... Sahil Kapur of TPM: "A few street blocks away from Supreme Court oral arguments Tuesday on the contraceptive mandate, an appeals court heard a separate case that poses a far greater threat to Obamacare and could cripple the law.... The case is about whether the Affordable Care Act permits the federally-run insurance exchange to provide subsidies to consumers.... Unlike the birth control challenge, which carries broad legal implications but implicates only a small portion of Obamacare, a loss for the administration in this case, Halbig v. Sebelius, would deal a fatal blow to Affordable Care Act. The federal exchange serves 36 states, and the millions of residents in those states would not be able to afford insurance without subsidies." ...

... ** Scott Lemieux in the American Prospect has more: "...above all the Republicans on the nation's second most important appellate court are committed to doing everything they can to ensure that the federal government can't work." ...

... Noah Feldman, in Bloomberg News, elaborates on some points made by the justices during oral arguments in the Hobby Lobby case. ...

... It's All a Koch Brothers Plot! Really. If you read Noah Feldman's argument (Feldman is a professor of Constitutional law), follow it up with this analysis by Bill Blum in Truthdig. Blum's piece is a two-pager. Read both pages. You can't understand the impact of Feldman's analysis (I doubt if he realizes it, either) without reading Blum. Many thanks to contributor Lisa for the link.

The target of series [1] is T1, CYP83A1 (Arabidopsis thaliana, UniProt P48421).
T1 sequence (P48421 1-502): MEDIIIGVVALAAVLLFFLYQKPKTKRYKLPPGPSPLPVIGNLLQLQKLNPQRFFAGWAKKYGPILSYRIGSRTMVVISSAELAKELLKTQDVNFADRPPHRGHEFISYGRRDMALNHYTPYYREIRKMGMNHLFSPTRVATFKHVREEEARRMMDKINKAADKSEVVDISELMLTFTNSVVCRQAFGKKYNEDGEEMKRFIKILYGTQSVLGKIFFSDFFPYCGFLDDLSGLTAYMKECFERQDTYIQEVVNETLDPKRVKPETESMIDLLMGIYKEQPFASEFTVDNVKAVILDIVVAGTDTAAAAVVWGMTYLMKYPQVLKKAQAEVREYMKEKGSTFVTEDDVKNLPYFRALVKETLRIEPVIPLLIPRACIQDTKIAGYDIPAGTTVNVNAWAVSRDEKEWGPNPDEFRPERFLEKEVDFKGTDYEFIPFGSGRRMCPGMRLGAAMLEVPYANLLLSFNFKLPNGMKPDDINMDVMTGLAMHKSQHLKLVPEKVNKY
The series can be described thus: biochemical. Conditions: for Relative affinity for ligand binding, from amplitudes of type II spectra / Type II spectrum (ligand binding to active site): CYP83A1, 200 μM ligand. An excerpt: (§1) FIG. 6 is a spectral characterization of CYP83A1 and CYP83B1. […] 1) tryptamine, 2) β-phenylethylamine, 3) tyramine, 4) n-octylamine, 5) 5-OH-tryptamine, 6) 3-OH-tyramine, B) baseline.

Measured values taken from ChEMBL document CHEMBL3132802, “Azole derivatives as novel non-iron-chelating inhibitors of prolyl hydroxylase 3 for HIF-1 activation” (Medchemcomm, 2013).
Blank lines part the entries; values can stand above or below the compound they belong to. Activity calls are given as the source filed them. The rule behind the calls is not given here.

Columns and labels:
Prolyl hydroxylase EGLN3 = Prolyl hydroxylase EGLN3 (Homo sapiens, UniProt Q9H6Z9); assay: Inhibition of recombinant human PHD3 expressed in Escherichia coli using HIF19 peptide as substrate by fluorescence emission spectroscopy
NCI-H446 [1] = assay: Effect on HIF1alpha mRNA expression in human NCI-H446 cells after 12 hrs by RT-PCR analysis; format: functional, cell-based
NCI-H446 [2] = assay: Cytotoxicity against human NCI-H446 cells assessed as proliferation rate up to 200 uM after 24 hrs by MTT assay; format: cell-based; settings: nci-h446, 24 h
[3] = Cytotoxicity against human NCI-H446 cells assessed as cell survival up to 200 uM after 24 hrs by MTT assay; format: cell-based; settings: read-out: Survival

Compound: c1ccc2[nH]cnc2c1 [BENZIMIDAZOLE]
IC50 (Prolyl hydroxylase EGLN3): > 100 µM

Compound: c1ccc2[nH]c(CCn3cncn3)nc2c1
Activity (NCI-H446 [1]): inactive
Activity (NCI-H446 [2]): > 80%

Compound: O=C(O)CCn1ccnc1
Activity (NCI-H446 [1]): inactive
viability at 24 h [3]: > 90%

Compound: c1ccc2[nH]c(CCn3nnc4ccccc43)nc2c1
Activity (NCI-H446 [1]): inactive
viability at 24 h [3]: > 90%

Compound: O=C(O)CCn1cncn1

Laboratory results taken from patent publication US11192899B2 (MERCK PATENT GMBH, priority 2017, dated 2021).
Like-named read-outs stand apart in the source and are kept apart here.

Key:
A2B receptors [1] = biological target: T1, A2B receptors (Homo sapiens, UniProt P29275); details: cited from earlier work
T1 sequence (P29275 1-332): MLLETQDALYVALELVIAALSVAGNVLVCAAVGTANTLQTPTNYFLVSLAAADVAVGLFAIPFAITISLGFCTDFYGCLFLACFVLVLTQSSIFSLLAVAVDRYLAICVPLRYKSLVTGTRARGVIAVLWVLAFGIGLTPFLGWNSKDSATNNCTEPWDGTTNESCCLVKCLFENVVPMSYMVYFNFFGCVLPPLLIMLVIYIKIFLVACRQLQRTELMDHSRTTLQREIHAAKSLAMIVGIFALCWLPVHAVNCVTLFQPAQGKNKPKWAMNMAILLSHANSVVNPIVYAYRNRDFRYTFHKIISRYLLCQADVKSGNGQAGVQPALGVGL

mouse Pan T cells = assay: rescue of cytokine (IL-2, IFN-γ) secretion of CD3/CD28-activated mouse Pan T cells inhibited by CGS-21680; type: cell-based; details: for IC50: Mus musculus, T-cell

... Andrew Cohen in the Week: "We live in an age in which we have an activist conservative court eager to expand constitutional protection for some at the expense of others, and willing to do so by upending old precedents." Cohen notes the contrast between Sandra Day O'Connor & Sam Alito, who replaced her "and whose disdain for the health care law, and for women's rights in general, go back a long way."

Kathleen Hunter of Bloomberg News: "The U.S. Senate voted to advance legislation restoring benefits for the long-term unemployed that the Obama administration has sought to revive since they expired late last year. By a vote of 65-34, with 60 required for approval, the Senate agreed to move toward taking up the measure, which is the product of a bipartisan agreement struck earlier this month by Rhode Island Democrat Jack Reed, Nevada Republican Dean Heller and eight other senators." CW: No telling what the House will do.

Mike Lillis of the Hill: "Passing comprehensive immigration reform is more important than Democrats' success at the polls in November, House Minority Leader Nancy Pelosi (D-Calif.) said Thursday."

Charles Pierce: "The party of Christian values and self-reliance and personal responsibility gathered its elite [including Sen. Lindsay Graham (R-S.C.)] to pay homage to creepy old gambling magnate Sheldon Adelson...." Here's the underlying New York Times story, by Nicholas Confessore & Eric Lipton.

New Jersey News